Download high resolution image here.
M. B. Bode collected this bee with mite attached from a Varroa destructor
infested Apis mellifera
hive at 35°48'11.8"N 105°26'26.6"W
at 8400 ft. elevation, Rociada 7.5’ quadrangle
, on Rincon Montoso near the Sapello River, Santa Fe National Forest, San Miguel Co., NM. The bee was taken from a newly hived population from BeeWeaver Apiraries
, Navasota, TX.
One sees in this first image the back half of the mite's dorsal shell protruding from between two terga
. Other specimens collected have the mite inserted between two sterna
. The mite blends in with either fairly well. Honey bees defend themselves from V. destructor
by removing mites from each other(1)
with their mandibles. The mite avoids this by mimicking the bee's features make detection more difficult. This includes its chemical signature(2)
. I have found no references discussing visual and tactile mimicry in V. destructor
, but one sees in the linked images similarities in the mite's dorsal shell and bee's terga and ventrites in their shape, reticulated surface texture, spine-covered setae, and in having a yellower shade of brown near the posterior boundary.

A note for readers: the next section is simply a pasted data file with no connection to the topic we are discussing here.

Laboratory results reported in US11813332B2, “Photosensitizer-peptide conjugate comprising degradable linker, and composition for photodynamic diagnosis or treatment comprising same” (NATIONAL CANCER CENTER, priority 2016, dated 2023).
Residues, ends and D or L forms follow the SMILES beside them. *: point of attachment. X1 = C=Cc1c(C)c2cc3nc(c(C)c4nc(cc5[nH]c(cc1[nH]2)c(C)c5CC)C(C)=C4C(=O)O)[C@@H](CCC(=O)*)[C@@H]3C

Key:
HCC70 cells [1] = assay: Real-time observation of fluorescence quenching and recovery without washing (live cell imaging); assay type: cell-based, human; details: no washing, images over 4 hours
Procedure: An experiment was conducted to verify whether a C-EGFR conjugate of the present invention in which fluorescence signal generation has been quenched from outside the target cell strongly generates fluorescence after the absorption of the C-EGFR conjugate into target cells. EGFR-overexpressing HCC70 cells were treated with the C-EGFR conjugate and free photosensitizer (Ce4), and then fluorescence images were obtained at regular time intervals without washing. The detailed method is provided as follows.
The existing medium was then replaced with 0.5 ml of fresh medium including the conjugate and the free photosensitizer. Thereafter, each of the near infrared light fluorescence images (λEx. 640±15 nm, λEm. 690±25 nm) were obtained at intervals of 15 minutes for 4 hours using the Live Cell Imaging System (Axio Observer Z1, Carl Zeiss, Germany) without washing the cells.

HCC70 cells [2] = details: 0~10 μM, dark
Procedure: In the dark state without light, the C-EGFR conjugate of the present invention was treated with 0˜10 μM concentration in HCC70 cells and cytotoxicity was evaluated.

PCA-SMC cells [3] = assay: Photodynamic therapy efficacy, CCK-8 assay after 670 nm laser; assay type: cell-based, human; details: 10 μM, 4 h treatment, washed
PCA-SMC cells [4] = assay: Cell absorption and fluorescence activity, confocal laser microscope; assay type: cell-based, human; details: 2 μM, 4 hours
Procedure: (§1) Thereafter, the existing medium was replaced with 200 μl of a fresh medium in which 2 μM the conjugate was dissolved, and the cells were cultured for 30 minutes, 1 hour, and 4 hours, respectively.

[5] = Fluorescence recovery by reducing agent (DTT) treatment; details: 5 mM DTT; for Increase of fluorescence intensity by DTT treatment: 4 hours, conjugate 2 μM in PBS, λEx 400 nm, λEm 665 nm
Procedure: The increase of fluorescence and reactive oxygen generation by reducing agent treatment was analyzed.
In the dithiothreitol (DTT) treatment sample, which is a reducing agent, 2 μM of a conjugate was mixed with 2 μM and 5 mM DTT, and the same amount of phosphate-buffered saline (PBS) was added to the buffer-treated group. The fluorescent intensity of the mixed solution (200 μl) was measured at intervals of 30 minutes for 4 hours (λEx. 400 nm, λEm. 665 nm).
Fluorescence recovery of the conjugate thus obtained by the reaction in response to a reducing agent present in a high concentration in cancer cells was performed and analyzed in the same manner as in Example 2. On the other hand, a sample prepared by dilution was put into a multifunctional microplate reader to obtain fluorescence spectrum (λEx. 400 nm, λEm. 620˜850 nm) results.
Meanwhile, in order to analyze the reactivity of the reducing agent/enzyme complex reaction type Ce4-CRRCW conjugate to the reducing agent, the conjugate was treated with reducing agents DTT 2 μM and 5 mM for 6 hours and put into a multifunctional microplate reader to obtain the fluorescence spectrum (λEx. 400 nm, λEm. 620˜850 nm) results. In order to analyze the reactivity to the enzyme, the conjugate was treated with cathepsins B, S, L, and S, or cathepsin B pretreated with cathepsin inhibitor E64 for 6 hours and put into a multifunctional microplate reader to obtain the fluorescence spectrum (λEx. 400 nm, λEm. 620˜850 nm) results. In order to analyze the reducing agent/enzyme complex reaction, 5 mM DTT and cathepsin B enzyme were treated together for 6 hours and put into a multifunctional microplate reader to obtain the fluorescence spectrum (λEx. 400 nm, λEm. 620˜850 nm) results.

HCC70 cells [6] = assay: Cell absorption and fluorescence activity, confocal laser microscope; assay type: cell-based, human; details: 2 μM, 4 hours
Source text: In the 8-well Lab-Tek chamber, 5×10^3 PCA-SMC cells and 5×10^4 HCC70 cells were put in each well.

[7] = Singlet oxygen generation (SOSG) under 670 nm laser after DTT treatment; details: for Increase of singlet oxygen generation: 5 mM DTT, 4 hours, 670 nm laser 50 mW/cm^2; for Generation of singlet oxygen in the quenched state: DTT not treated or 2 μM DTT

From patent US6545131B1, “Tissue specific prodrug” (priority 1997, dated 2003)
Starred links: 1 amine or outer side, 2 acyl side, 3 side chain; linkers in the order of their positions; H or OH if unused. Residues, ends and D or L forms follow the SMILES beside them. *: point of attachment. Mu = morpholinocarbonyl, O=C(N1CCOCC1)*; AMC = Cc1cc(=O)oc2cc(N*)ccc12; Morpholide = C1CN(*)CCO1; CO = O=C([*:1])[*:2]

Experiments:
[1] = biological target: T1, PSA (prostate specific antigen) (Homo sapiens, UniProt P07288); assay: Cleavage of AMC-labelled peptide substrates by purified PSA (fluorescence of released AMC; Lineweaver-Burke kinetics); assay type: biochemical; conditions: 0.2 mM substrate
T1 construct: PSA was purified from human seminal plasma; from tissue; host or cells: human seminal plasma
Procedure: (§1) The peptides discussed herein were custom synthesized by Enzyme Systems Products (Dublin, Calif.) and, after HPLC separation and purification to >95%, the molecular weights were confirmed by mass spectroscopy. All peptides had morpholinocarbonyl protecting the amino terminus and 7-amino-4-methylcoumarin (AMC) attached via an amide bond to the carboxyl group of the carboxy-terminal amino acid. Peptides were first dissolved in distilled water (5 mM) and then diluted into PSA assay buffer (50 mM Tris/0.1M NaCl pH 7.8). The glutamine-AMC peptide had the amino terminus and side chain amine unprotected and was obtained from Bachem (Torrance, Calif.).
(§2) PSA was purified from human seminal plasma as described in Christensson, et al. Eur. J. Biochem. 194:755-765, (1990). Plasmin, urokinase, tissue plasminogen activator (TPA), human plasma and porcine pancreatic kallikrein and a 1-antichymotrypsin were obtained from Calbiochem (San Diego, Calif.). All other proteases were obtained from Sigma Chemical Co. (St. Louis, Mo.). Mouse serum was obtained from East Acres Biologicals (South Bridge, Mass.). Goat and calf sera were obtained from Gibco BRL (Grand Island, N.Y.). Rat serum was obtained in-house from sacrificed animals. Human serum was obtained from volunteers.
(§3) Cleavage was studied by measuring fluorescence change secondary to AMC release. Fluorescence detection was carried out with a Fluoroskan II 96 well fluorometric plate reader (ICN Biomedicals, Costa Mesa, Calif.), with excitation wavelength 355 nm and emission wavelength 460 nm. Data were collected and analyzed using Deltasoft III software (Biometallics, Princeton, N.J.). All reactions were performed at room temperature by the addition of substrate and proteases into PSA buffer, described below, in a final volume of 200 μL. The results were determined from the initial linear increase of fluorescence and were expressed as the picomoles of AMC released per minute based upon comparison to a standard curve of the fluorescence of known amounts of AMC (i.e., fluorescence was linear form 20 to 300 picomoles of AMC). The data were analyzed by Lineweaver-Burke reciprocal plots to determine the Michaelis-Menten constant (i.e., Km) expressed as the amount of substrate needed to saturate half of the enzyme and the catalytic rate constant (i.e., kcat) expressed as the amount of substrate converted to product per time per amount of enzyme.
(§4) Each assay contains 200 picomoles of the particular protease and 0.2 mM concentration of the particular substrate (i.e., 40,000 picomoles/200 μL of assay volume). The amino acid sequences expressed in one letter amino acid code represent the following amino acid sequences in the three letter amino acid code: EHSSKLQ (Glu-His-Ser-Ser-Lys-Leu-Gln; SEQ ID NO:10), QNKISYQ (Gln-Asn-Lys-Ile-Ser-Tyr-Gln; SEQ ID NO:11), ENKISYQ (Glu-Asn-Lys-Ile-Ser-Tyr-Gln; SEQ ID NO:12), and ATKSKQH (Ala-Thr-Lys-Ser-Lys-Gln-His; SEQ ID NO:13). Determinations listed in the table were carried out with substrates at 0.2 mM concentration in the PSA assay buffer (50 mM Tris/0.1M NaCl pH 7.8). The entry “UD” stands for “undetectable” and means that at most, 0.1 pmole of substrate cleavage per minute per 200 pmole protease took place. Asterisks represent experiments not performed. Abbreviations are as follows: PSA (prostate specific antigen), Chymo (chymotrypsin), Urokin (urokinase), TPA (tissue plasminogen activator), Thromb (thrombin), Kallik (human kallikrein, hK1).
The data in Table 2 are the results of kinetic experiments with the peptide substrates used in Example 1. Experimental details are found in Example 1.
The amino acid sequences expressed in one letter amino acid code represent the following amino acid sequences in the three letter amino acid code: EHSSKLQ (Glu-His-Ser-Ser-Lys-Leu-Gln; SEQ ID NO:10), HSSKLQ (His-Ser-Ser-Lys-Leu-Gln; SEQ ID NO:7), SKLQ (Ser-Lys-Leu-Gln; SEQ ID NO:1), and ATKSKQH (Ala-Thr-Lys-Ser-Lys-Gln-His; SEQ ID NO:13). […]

One difference between the appearance of the terga and the mite's dorsal shell is that the bee's setae are longer and thicker, and the spines along their length are longer and more numerous. Note, though, mite likely adapted to mimic its natural host Apis cerana
. It was only introduced to A. mellifera
by human activity(3)
. One sees in a side-by-side comparison
of the two bee species that A. cerana
gaster setae are much shorter and cover less area. Setae spikes cannot be resolved in these images, though.
The mite's color is also a darker shade of brown than the terga. Brown is a combination of red and green on the RGB scale
. The difference implies a higher percentage of red in the reflected light spectrum of the mite. However, bees do not see red
. The second image is a crop of the first from area around the mite, but with red removed (leaving mostly green). This image suggests that the mite and terga appear to have very similar color patterns seen by other bees. The camera does not record UV, though, which bees do
The specimen was soaked in water, and mite then removed and mounted for the rest of the linked images.
is another mesostig ectoparasite of a social hymenopteran that appears to avoid removal by mimicking the host's gaster:
This image is from a Helicon Focus
processed stack of 249 images with a 7.7 µm step taken with a Mitutoyo M Plan APO 10×/0.28 ∞/0 mm microscope objective
+ Nikon 135 mm F2.8 AIS telephoto lens + Nikon D810 camera (magnification 6.75×; technique described here